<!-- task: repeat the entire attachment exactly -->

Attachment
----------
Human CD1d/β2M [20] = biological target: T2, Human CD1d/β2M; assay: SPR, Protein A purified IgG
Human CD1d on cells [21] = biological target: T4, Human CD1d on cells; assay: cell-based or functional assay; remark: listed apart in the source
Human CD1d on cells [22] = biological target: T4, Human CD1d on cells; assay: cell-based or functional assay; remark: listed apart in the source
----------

Human CD1d/β2M [20] = biological target: T2, Human CD1d/β2M; assay: SPR, Protein A purified IgG
Human CD1d on cells [21] = biological target: T4, Human CD1d on cells; assay: cell-based or functional assay; remark: listed apart in the source
Human CD1d on cells [22] = biological target: T4, Human CD1d on cells; assay: cell-based or functional assay; remark: listed apart in the source